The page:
Thomas Jefferson Papers
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Robert Patterson to Thomas Jefferson, 28 November 1815

From Robert Patterson

Philada Novr 28th 1815


A pretty severe attack of the prevailing epidemic, with a good deal of sickness in the family, must be my excuse for not sending on your Time-piece somewhat sooner. It was, however, last saturday shipped on board the Guinea Hen, &, according to your directions, consigned to messrs Gibson & Jefferson of Richmond.1

On examining the pendulum mentioned in my last, & which I proposed to substitute for the one now in use, I find that it would be attended with too much difficulty & danger in transportation, & be very unmanageable in the adjustment. It consists of a large glass cylinder attached to the lower extremity of an iron rod, which is filled to the height of over 7 inches with mercury, (about 10 pounds) & serves as the bob of the pendulum. This pendulum possesses the principle of compensation, on account of the change of temperature in the air. For, on the increase of temperature, which would lower the center of oscillation, by lengthening the rod of the pendulum, the expansion of the mercury, from the same cause, would raise the center of oscillation. But the pendulum now attached to the clock is more simple in its construction, or at least much less expensive, & from a trial of some years, in all states of temperature, appears to preserve a very uniform rate. It is, I believe, (as I mentioned formerly) the invention of David Rittenhouse, & is sufficiently described in the Memoirs of his life by Wm Barton, p. 584–5.

I have not very much confidence in the cylindrical pendulum as a standard of lineal measure, ☞when suspended by a spring2☜ for, according to a series of experiments made by mr Adrain of N.Y. a difference in the length or strength of the spring, produces an incalculable difference in the time of oscillation. But Mr Hassler suggests a manner of suspension which would be free from this sourse of error; namely, to suspend the cylindrical rod on what is termed a knife-edge, passing thro a perforation made at the distance of of its length from the upper extremity. A small cylindrical pendulum, thus suspended, would make its oscillations very nearly isochronous with a bob pendulum of the same length, & would furnish a true universal standard of lineal measure. For, having given—the latitude of the place, the elevation above the surface of the sea, the mean temperature of the air, the metal of the pendulum, the proportion between its length & thickness, the proportion between the length of the parts above & below the center of suspension, the number of oscillations in a sidereal day3 and what proportional part of the Length is to be considered as the unit of measure (an English foot for instance) then it could be found by calculation, from data well enough ascertained, what proportional part of any other pendulum of the same form, where all the above data should be different, would be the same unit of measure.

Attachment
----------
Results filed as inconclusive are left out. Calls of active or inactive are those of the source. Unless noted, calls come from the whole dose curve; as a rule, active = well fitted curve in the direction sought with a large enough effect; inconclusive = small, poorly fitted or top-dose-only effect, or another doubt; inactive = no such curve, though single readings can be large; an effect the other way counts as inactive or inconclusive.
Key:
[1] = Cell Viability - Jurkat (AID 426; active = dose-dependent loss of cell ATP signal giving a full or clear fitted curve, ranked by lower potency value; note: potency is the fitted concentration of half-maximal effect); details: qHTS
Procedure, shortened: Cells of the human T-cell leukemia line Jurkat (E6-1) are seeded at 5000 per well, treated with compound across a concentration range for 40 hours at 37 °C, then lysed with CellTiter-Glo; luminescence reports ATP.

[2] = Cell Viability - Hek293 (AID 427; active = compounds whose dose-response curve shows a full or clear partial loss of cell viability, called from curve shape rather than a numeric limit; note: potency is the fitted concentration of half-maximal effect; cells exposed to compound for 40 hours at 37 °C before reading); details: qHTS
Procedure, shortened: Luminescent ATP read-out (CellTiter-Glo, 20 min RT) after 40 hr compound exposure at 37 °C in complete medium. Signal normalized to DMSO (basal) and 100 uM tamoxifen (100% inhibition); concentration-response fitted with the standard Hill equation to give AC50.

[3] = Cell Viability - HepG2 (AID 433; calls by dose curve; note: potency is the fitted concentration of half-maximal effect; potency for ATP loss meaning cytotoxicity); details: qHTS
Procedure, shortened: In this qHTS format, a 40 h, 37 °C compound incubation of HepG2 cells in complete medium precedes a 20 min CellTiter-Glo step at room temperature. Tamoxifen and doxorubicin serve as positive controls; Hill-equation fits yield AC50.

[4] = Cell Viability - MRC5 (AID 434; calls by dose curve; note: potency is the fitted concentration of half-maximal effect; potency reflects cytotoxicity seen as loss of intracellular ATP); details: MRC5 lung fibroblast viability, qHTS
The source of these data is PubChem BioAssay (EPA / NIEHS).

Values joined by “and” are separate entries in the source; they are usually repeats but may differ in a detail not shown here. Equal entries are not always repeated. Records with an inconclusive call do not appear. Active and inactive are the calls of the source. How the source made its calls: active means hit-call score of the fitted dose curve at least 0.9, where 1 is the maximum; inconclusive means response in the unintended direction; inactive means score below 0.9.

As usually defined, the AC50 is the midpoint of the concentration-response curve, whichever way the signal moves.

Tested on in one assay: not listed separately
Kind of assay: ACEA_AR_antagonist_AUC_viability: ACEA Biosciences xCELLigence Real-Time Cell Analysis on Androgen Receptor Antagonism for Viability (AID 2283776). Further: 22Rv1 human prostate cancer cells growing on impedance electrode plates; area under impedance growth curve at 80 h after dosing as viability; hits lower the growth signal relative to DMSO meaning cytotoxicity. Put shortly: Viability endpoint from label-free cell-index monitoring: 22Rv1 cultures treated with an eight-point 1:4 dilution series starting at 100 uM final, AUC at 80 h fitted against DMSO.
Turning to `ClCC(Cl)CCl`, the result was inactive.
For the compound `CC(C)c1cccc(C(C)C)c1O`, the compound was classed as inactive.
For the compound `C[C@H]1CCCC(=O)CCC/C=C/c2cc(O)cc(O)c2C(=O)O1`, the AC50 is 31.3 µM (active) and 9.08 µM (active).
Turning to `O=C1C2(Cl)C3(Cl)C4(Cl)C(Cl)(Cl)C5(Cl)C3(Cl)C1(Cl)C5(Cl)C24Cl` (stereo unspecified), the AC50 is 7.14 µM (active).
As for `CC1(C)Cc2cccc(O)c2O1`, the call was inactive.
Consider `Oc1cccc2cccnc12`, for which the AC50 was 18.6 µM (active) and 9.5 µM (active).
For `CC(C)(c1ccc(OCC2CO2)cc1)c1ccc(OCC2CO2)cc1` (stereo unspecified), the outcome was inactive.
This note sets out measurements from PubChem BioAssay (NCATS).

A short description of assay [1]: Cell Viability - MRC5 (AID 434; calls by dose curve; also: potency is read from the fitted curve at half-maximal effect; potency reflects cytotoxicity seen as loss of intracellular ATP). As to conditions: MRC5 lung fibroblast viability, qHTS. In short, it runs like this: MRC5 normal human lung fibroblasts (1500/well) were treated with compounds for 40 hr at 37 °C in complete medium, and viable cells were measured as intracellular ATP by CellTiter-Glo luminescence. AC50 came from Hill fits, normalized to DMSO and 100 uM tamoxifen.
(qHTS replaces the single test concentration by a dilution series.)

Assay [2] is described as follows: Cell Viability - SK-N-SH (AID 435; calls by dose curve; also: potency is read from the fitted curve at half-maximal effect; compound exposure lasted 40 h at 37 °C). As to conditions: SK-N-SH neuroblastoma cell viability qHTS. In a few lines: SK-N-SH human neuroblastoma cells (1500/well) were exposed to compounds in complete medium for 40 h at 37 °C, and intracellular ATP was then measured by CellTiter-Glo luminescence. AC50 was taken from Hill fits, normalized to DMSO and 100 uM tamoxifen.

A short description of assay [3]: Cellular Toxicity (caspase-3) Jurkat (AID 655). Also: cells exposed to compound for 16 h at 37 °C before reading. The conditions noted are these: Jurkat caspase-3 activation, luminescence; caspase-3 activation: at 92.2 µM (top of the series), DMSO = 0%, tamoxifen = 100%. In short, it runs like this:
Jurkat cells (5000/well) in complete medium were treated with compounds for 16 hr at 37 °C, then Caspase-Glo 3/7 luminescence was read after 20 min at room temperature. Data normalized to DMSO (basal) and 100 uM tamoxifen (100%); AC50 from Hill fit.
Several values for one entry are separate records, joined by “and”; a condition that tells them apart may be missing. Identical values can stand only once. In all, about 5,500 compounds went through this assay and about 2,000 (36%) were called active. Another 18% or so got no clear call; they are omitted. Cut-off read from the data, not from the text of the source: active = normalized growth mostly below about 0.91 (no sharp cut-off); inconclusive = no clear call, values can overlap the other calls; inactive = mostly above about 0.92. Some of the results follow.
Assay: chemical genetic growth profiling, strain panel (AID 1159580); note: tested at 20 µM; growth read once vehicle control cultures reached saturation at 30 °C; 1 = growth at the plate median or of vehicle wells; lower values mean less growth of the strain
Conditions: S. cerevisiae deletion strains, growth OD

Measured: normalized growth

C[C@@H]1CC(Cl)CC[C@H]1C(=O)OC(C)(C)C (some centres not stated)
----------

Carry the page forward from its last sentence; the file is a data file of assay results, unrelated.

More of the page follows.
You will find in a small tin box, along with the clock, the artificial reflecting horizon which I formerly mentioned, with a very accurate spirit level, made by mr Hassler. He has determined, in a very simple manner, which I may hereafter describe, & with the utmost accuracy, the two oblique angles of the inclined plane, which you will find engraved on the same.

The manner of using this apparatus, for measuring any altitude of a celestial or terrestrial object, is as follows.—

1. Place the horizontal reflecting plane on any convenient stand, as the cill of a window, a table, or the like. On this plane, & parallel to the longer side, lay the spirit level, &, by turning one or other of the screws, bring the bubble to the middle of the glass tube.
2 Lay the spirit level accross the plane, &, by turning the side screw, bring the bubble again to the middle of the tube The plane will then be level, or horizontal, in all directions.
3. If the altitude to be measured be not less than 15° nor greater than half the graduated limb of the reflecting sector, then the altitude may be measured, in the common way, by means of the reflecting horizontal plane.